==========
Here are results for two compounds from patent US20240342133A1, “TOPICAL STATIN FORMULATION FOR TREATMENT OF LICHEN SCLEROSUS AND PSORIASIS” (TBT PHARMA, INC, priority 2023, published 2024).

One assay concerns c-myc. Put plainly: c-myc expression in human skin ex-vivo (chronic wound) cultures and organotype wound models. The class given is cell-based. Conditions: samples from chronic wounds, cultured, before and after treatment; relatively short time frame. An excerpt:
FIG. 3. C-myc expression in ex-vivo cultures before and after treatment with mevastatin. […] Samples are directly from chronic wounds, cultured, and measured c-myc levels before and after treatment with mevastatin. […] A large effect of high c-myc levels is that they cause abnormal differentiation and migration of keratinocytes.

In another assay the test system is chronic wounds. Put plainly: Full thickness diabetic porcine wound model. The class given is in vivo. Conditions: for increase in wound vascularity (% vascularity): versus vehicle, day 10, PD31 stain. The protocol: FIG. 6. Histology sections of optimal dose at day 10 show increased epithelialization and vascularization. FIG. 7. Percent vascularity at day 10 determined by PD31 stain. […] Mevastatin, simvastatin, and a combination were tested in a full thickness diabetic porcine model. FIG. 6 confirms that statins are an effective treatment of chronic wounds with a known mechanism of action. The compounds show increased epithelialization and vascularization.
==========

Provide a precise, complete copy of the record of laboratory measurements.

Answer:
Here are results for two compounds from patent US20240342133A1, “TOPICAL STATIN FORMULATION FOR TREATMENT OF LICHEN SCLEROSUS AND PSORIASIS” (TBT PHARMA, INC, priority 2023, published 2024).

One assay concerns c-myc. Put plainly: c-myc expression in human skin ex-vivo (chronic wound) cultures and organotype wound models. The class given is cell-based. Conditions: samples from chronic wounds, cultured, before and after treatment; relatively short time frame. An excerpt:
FIG. 3. C-myc expression in ex-vivo cultures before and after treatment with mevastatin. […] Samples are directly from chronic wounds, cultured, and measured c-myc levels before and after treatment with mevastatin. […] A large effect of high c-myc levels is that they cause abnormal differentiation and migration of keratinocytes.

In another assay the test system is chronic wounds. Put plainly: Full thickness diabetic porcine wound model. The class given is in vivo. Conditions: for increase in wound vascularity (% vascularity): versus vehicle, day 10, PD31 stain. The protocol: FIG. 6. Histology sections of optimal dose at day 10 show increased epithelialization and vascularization. FIG. 7. Percent vascularity at day 10 determined by PD31 stain. […] Mevastatin, simvastatin, and a combination were tested in a full thickness diabetic porcine model. FIG. 6 confirms that statins are an effective treatment of chronic wounds with a known mechanism of action. The compounds show increased epithelialization and vascularization.